Sculpture exploring visual impairment revealed at Eye Hospital

A stunning sculpture exploring experiences of visually impaired people will be unveiled this week at Hull & East Yorkshire Eye Hospital as part of the Hull 2017 Creative Communities Programme.

The artwork, A Sight To Behold, has been created by artist Jemma Brown after working with visually impaired people across the region.

Through a visit to the Yorkshire Sculpture Park and a series of workshops, the participants shared their memories, hobbies and information about their individual conditions. The group then developed these ideas using luxurious tactile papers supplied by G.F Smith in Hull and models were created before being cast using polyresin to create the final sculpture.

From 10 Oct, the sculpture will be on show to those visiting the eye hospital and visitors are encouraged to touch and feel it. Alongside the sculpture will be a collection point for old and unused spectacles, which will be donated to Jacob’s Well Appeal, who distribute them overseas as medical aid.

A Sight To Behold was organised by Hull & East Riding Institute for the Blind (Herib) but has been a collaborative effort, with many groups from the region taking part, including Sheffield Royal Society for the Blind, York Blind and Partially Sighted Society, Selby District Vision and South Lincolnshire Blind Society.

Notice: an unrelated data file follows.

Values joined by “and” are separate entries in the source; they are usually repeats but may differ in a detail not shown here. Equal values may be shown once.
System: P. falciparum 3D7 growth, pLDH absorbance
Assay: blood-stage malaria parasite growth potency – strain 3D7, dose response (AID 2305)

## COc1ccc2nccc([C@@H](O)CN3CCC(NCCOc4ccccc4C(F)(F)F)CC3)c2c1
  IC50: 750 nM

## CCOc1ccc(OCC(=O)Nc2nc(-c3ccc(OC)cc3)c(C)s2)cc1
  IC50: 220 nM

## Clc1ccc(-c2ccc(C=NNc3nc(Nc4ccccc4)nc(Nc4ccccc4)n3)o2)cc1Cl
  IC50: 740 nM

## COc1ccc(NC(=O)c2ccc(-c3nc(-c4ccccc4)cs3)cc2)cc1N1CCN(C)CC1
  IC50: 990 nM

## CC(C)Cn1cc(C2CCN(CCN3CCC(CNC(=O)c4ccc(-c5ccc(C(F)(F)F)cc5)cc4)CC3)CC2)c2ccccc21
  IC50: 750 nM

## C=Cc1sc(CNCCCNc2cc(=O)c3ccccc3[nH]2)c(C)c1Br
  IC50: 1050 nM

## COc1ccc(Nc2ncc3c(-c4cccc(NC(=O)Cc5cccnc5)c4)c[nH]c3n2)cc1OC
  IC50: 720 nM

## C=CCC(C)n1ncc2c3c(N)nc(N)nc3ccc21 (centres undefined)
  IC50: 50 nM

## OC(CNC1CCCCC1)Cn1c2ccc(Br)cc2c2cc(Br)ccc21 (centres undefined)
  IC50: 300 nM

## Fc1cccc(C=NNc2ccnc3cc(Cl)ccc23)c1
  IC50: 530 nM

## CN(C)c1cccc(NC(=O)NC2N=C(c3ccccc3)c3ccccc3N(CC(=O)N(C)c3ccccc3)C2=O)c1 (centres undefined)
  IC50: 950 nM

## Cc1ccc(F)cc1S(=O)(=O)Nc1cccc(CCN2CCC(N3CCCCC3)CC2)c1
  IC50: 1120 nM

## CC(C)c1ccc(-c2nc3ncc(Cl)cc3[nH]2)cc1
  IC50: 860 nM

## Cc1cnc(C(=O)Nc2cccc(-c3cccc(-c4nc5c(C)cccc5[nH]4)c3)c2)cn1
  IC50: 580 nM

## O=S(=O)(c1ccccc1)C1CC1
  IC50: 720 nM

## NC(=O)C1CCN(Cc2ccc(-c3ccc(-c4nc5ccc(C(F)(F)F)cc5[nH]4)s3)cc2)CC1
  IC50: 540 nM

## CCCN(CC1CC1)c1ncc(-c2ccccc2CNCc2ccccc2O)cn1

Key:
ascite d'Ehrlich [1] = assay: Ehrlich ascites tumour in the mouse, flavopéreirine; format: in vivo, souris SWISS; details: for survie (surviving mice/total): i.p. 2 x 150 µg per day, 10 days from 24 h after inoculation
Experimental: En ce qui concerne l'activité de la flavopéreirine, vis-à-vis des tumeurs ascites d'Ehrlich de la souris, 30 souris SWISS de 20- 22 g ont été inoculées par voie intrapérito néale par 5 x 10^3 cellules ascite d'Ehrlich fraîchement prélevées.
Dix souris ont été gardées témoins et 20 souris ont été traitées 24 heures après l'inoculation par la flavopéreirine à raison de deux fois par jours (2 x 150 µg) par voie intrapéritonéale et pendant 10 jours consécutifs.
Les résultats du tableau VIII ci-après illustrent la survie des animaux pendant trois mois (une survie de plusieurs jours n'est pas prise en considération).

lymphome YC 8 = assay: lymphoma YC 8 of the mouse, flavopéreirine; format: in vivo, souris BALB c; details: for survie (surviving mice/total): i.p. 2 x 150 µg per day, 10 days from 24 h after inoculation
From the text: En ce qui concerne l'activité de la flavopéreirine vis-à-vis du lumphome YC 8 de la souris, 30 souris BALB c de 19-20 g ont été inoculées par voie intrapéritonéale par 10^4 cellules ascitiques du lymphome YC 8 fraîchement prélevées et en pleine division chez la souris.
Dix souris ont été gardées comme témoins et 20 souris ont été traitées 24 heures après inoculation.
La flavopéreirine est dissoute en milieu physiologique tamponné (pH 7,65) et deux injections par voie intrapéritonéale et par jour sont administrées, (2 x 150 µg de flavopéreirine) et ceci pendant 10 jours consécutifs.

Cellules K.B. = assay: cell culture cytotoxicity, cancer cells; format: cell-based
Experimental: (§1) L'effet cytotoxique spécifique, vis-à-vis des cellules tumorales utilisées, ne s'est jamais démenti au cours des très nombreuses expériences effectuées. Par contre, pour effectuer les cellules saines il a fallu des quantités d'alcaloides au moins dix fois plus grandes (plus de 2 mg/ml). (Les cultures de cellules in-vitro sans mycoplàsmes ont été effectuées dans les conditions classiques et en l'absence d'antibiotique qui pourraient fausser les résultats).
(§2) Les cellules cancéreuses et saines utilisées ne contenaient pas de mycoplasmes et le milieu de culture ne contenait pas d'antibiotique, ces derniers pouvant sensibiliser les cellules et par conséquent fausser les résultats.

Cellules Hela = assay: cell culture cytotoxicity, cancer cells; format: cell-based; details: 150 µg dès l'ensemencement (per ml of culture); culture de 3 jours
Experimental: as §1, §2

Sandra Ackroyd, chief executive at Herib said: “We were delighted to be selected as one of the Hull 2017 Creative Communities Programme projects. 

“It has been a really positive experience for all concerned, allowing visually impaired people across the region to develop new skills, share experiences, form new friendships and collectively develop a unique piece of art. I believe everyone involved feels a sense of pride, and it forms a lasting legacy of the City of Culture.”

Colin Vize, consultant ophthalmic surgeon at Hull and East Yorkshire Hospitals NHS Trust said: “We have enjoyed a strong and positive partnership with Herib for many years, so when we were asked to host the Sight To Behold sculpture, we were only too happy to help.

It’s great to know that the appreciation which visually impaired people have for the arts has not been overlooked in this City of Culture year. Many of our patients have been involved in research work to influence the design of the sculpture, which will now be displayed within Hull and East Yorkshire Eye Hospital for patients, staff and visitors to enjoy. The finished sculpture is both unique and striking, and is very tactile; a great way to bring pleasure and enjoyment through the arts to people with sight loss and visual impairment.”

Martin Green, director of Hull 2017, said: “Expression through arts and culture shouldn’t be limited because of disability. We wanted Hull 2017 to be inclusive and projects like A Sight To Behold have been proving that there are no barriers to being creative.